Are you aware of how you might be trying to control others?All of us are controlling in one way or another in our relationships, yet many of us are not aware of what it is we are trying to control and how we try to control. There are two major areas in which we may try to control others:
Sometimes we try to control what people do, and other times we may try to control how they feel about us and react to us. Frequently, people who do not often try to control others' behavior do not see themselves as controlling people, because they do not realize that they are trying to control how others feel about them and respond to them.
Let's take the example of Justin and Cindy. Justin tends to focus on what Cindy does -- how she spends her time and who she spends it with, how much money she spends, how well she keeps the house, and how she looks. When Cindy doesn't behave in the way Justin thinks she "should," he becomes angry, judgmental, and withdrawn. In Justin's mind, he will feel loved and safe when Cindy behaves the way he wants her to behave, and he feels justified in attempting to control her when she is out of line. Love for Justin means someone doing what he wants, and he wants control over this.
Cindy, on the other hand, tends to focus on Justin's reactions to her. Cindy wants control over Justin being warm, accepting and understanding. When Justin is judgmental and withdrawn, Cindy feels unsafe and tries to control Justin with her niceness and care-taking, Cindy gives herself up and tries to do what Justin wants her to do in order to control his feelings about her and his reactions toward her. Eventually, when Justin does not give her the acceptance she desires, she gets angry, but niceness and care-taking are her first lines of control. Love for Cindy means someone being accepting of her and she wants control over this.
It's easy to see Justin's controlling behavior. His anger, judgmentalness and withdrawal are quite obvious. It's harder to see that Cindy is actually just as controlling as Justin -- not about what he does, but about how he reacts to her.
Since most people hate being controlled, many people will covertly resist whatever it is the other person is wanting. For example, Cindy may consistently be late because she knows it really bugs Justin. It becomes her way of not being completely controlled by him and her way of punishing him for trying to control her. Justin may act accepting, yet his energy is anything but accepting. Not wanting to be controlled by Cindy, he may refuse to give her the acceptance she is seeking. It can become a crazy making interaction when Justin acts like he is giving Cindy what she wants, yet energetically Cindy still feels judged.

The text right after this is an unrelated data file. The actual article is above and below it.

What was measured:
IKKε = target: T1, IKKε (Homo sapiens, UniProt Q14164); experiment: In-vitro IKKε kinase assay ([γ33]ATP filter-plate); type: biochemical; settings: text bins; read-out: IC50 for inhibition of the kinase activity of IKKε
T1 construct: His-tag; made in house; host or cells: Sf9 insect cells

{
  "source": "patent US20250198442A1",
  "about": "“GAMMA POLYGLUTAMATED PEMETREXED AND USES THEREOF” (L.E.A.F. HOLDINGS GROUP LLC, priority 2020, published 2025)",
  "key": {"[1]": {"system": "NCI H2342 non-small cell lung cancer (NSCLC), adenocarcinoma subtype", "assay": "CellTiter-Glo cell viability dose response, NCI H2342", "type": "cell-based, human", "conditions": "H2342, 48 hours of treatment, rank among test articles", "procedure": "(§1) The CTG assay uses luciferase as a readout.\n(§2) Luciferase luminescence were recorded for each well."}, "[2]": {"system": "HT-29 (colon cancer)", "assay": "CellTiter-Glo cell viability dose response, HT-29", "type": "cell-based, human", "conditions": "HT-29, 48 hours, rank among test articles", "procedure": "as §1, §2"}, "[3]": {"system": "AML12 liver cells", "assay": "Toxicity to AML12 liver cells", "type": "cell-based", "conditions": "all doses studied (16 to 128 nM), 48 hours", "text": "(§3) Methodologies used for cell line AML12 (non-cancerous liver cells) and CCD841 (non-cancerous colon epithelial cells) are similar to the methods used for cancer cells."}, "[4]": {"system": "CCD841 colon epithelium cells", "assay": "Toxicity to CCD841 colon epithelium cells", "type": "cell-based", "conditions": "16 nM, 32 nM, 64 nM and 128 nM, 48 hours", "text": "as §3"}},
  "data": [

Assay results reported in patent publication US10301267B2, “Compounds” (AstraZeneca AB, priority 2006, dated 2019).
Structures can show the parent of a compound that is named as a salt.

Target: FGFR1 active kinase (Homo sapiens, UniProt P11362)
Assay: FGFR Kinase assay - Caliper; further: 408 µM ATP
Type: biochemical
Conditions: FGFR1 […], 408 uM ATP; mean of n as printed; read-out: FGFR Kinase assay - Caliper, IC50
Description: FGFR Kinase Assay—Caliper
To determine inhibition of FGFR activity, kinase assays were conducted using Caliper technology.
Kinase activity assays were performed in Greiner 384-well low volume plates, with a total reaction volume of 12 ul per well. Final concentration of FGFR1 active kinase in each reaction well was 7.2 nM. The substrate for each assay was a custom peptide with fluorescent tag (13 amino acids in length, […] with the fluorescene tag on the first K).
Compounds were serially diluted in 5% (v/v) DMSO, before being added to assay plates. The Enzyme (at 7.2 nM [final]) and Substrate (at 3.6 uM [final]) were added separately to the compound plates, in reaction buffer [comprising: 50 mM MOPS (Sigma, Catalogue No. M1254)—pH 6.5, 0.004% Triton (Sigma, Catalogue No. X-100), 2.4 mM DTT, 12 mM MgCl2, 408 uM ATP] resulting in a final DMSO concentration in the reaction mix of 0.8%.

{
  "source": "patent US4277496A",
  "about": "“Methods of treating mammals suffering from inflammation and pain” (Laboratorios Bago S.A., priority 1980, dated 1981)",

Relationship problems can seem to be quite tangled and hopeless when the intent is to control each other's behavior or feelings while resisting being controlled. Yet the moment loving oneself and one's partner becomes more important than controlling and resisting control, the relationship problems magically dissolve.
It took me a long time to recognize my own controlling behavior, because I've never been controlling of what people do. I've always given my family and friends great latitude to be themselves and do whatever they want regarding what makes them happy. Eventually I realized that my control was always focused on how people feel and respond. I wanted people to be open, caring, and compassionate with me so that I would not have to feel lonely with them and disconnected from them.
It was a huge awakening for me when I realized how many controlling things I did to try to get others to be loving with me. Accepting my lack of control over how others choose to treat me has been extremely freeing. Now, if someone is unloving to me, I no longer act nice or compliant in an effort to get them to be loving. Now I open to learning with my higher self to find out how to take care of myself in the face of their unloving behavior -- accepting that I have no control over how they to be.
Accepting that I can't control others' feelings or behavior has freed me to take loving care of myself.
Margaret Paul, Ph.D. is a relationship expert, best-selling author, and co-creator of the powerful Inner Bonding® self-healing process, recommended by actress Lindsay Wagner and singer Alanis Morissette, and featured on Oprah. To begin learning how to love and connect with yourself so that you can connect with others, take advantage of our free Inner Bonding eCourse, and join Dr. Margaret Paul for her 30-Day at-home Course: "Love Yourself: An Inner Bonding Experience to Heal Anxiety, Depression, Shame, Addictions and Relationships." Discover SelfQuest®, a transformational self-healing/conflict resolution computer program. Phone or Skype sessions with Dr. Margaret Paul.
Join Dr. Margaret Paul for her 30-Day at-home Relationships Course: "Loving Relationships: A 30-Day at-Home Experience with Dr. Margaret Paul - For partnered individuals & couples, & people who want to be partnered."